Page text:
Friday, April 9, 2010

Little Tsunamis

27 February 2010

We've been in San Juanico a week now, and every day I think it grows more beautiful.  It is as if we must settle into the landscape, enter its rhythms in order, truly, to see it.

Today we hiked over the hill on a stony trail and then along a sandy road to La Ramada, a little inlet on the north side of the hills that form Caleta San Juanico.  Here, surf crashes on a crescent of sand beach; green water gradually gives way to blue depths, cliffs tumble to the shore and Punta Pulpito rises in the distance, a purple and pink stony face, sheer against the sea.  Songbirds flit among the cacti on the dry hillsides, egrets stand on outcroppings and peer, unmoving, into the water, while buzzards cast dark silhouettes against the hills.  They seem to follow us up the dusty road, so that when they rise into the sky, their shadows drop behind them and pass over us--poor trudging mortals, ignorant of our fates.

Worry dogs us this trip and I am not quite sure why.   In truth it accompanies us on most trips, but this year I feel almost dangerously distracted.  Is there something I'm forgetting?  What if? What if --I don't even know which what to feel iffy about.  A sense of my own fragility follows me; I am less supple, more tired; I feel the weariness of days as in no other year.  I am afraid for my heart. Afraid of some hurt. Am I being complacent if I don't carry with me a constant sense of dread?  I feel too brittle some days to handle all of the things I think must be done.

And.  But.  Then.  We've begun a practice of getting up and heading off in the mornings while it is still calm.  Walking.  Drawing.  Marike is nearby on the beach, painting.  For some reason I can't fathom, but related to my impatience with myself in other endeavours, I can't seem to muster any enthusiasm for my own drawing or painting.  There are the camera images, there are words: these I can handle, but exercising myself, putting myself through the stretches that have kept me well, drawing, letting myself relax into a delicious langour on the beach, these things I find hard, if not impossible to do.

The water breaks further and further out; several lines of surf roll into shore, moving against the wind.  Now and then a gust throws sand into my face.

I wonder if now, having said I can not, I might be able to draw something....


A strange thing happens this afternoon in La Ramada--perhaps it's related to the earthquake and its aftershocks in Chile.  The water seems to receded in the inlet, sand flats emerge, and rows upon rows of waves break, quite far out.  Then suddenly, within just two or three minutes, the water rushes in, east to west, running into every little gully and depression.  The waves settle, flatten, then, bit by bit the water recedes and the whole process begins again.  It's curious--we've watched it for several hours--and waded across the flats to a nearby spit before deciding to swim out beyond where the water was breaking.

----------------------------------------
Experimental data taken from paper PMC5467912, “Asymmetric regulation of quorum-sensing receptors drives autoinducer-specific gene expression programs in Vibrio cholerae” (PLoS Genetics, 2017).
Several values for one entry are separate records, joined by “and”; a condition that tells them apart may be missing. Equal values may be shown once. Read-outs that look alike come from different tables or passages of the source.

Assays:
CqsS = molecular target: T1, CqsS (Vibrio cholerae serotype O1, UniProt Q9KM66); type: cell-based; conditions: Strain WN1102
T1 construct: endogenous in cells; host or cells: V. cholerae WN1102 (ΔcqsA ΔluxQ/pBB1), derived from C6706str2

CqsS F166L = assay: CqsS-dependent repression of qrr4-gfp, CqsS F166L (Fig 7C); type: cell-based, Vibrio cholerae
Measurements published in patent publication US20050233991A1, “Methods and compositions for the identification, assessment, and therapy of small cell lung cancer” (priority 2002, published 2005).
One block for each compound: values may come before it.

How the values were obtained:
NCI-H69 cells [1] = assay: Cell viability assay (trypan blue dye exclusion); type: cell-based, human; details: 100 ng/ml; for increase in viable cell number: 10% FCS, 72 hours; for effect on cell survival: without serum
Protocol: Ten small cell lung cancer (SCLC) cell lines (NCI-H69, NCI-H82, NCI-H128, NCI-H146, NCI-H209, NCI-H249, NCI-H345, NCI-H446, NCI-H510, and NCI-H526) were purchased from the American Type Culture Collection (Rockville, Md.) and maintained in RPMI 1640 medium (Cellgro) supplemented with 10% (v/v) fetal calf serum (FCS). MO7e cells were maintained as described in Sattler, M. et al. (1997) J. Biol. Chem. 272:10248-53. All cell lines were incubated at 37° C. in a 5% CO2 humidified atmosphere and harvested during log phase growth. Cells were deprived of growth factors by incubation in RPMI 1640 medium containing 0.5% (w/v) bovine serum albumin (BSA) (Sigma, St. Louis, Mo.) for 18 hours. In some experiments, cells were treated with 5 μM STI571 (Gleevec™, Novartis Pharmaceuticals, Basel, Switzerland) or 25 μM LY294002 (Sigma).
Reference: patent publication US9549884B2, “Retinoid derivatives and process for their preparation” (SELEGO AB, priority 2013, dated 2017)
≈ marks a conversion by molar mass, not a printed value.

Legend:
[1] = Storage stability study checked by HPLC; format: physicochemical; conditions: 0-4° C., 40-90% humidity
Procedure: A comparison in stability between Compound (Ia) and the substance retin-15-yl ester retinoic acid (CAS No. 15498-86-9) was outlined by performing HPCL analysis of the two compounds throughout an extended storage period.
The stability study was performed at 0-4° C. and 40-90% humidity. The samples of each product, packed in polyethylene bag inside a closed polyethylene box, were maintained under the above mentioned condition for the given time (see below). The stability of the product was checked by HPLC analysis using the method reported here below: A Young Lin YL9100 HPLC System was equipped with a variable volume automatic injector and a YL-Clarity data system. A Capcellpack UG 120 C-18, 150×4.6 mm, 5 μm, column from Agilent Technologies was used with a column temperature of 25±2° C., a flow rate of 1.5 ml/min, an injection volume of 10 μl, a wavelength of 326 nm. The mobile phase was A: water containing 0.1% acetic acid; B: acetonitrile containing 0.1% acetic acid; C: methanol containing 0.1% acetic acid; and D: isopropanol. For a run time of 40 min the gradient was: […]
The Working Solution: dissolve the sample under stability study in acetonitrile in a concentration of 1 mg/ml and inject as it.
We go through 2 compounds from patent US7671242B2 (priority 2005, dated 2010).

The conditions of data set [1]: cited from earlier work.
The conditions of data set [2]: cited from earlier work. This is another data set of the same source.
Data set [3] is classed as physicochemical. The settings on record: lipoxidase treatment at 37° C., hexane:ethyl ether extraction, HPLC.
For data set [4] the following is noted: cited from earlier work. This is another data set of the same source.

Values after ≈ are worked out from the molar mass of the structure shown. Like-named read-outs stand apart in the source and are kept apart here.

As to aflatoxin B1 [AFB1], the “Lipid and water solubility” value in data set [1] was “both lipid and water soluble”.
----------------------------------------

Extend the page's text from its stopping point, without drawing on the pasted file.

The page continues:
The swim was cold but refreshing.  We've dried now, and changed our clothing.  Marike has gone back to painting and I'm sitting in the sun watching the water ebb and flow and listening to a yellow finch call and sing in a nearby bush.  A seagull waddles to the edge of one of the tidal flats and runs along the water, bending, stooping, plucking.  I imagine he's clamming.  Then the water rushes back in and the circle around him narrows....Now he wades and cries out.

How weirdly alike our two species are!


For information on the 8.8 magnitude earthquake that occurred off of the coast of Chile at 3:34 am on 27 February 2010, see

Non-dangerous peculiar wave effects of the sort we observed at La Ramada were also observed in Hawaii and other parts of western Mexico.

For more photos of San Juanico and La Ramada see


  1. I love the buzzards sitting atop cactus towers. First I thought the cactus had black blossoms then my whole sense of scale and proportion was dissembled when I read them as birds.

    Perhaps you will show me this and other drawings. And tell me more and more.

  2. Karin; Its like your body knew about something keeping you on an edge; and the earth did move and I think somehow you knew, after all you are an animal with sharp but suppressed instincts. Are you more at ease now? -Tom

  3. The gray root tree stump by the waters edge looks like mom polar bear with playful cubs.

  4. More stories coming, I promise! Watch this space!

    Tom, you're right, but I think we were on edge about more than the earthquake. As the progression of stories will testify... We are more at ease now in some ways, to be sure, but those animal instincts are ever on alert. I am convinced this is a good thing, and part of what is salutary about moving around in the world in spaces where urban structures can't shelter us too much.